Morning Media Newsfeed: Freedom Shutters LA Register | ISIS Releases Journalist Video

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Layoffs Hit Freedom Communications as It Ceases Publication of LA Register (LA Times)
Layoffs hit the Orange County Register on Tuesday after owner Freedom Communications ceased publication of its Los Angeles daily five months after it debuted. TheWrap A spokesperson for the LA Register said that 29 newsroom positions have been eliminated as a result of the paper’s shutdown. An unspecified number of employees will be transferred to the Orange County Register. WSJ / CMO Today The owner of Freedom Communications Inc., Aaron Kushner, who turned heads last year when he announced he was launching the daily newspaper, admitted Tuesday that the move was a failure. “As strong a newspaper as our team produced, our business model is a virtuous circle,” Kushner said in a statement. “If the support is not at a level that matches our investment, we have to adapt and make adjustments as we’ve done today.” HuffPost / AP Freedom said it will focus on markets in Orange, Riverside and San Bernardino counties. It owns the Riverside Press-Enterprise, which it bought in November for more than $27 million. NYT The LA Register ceased publication with its Monday issue. Monday evening, Kushner sent a memo to his employees announcing the news. An article about the shutdown ran on the newspaper’s front page.

ISIS Releases New Video of Captured Journalist John Cantlie (HuffPost)
The militant Islamic State group has released another propaganda video purportedly featuring captured British journalist John Cantlie. The video, which again shows Cantlie speaking in front of a camera in an orange jumpsuit, was released just after the U.S. and five Arab nations launched airstrikes on ISIS targets in Syria Monday night. WSJ In the video, he warns citizens from the nations supporting U.S.-led military operations in Iraq and Syria that the foray will become a quagmire like Vietnam. The video is part of the slick and aggressive propaganda campaign that ISIS has rolled out to attract recruits and sway global opinion concerning the puritanical Islamist state it is trying to carve from swaths of Iraq and Syria. New York Daily News The footage shows Cantlie, held hostage by ISIS for 22 months, reading from a script provided by his captors while seated behind a desk for the latest in the terrorist group’s “lecture series.” “Senior U.S. politicians seemed content to call the Islamic State nasty names: awful, vile, a cancer, an insult to our values,” he said. “But such petty insults don’t really do much harm to the most powerful jihadist movement seen in recent history.” The Guardian In a previous video posted by the group, the freelance photographer — who has been a prisoner of ISIS for 22 months — made clear that he was making the films under duress. His references to U.K. military aid to Kurdish forces and French and Danish support for military action suggest that the video was made in recent days. Other aspects of the film, such as his stubble and the state of the orange jumpsuit in which he is dressed, suggest that it may have been made at the same time as the last video in which he was featured.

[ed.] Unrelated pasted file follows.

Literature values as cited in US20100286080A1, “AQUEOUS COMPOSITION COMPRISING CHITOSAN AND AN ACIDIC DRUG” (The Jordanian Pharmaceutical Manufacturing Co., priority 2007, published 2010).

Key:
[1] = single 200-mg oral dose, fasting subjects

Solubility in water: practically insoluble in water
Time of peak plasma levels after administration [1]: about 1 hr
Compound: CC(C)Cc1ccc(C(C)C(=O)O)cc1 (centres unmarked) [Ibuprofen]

SiriusXM Suffers Crushing Loss in High-Stakes Courtroom Battle (THR / Hollywood, Esq.)
A California federal judge has delivered a legal earthquake in the music industry by declaring Flo & Eddie of The Turtles the victors in a lawsuit against SiriusXM over the public performance of pre-1972 sound recordings. The plaintiffs are seeking $100 million in damages, but the money is hardly the only consequence of a ruling on Monday that could eventually disrupt the operations of the satellite radio giant as well as other services like Pandora. WSJ / Law Blog The case centered on the question of whether an ambiguously worded state law created royalty obligations for satellite and Internet radio companies that play music made before 1972. While federal copyright law covers post-1972 recordings, Congress left it up to states to set their own copyright rules for music released before then. NYT But The Turtles, whose hits were made well before that date, argued that when SiriusXM played its songs without seeking a license or paying the group royalties, it infringed on its copyright protections under state laws. The group filed class-action suits in California, Florida and New York. After the Turtles filed the suits, the major record companies followed with similar cases against both SiriusXM and Pandora Media, and industry groups have begun lobbying Congress over extending royalty laws to pre-1972 recordings. Reuters The ruling could potentially make it more expensive for satellite-radio broadcasters and Internet radio companies such as Pandora Media to feature classic songs on their playlists. In the ruling, judge Philip Gutierrez did not grant summary judgment on the claim that SiriusXM copied the songs improperly to create libraries, databases and voice transitions, saying many facts about the allegation are still in dispute.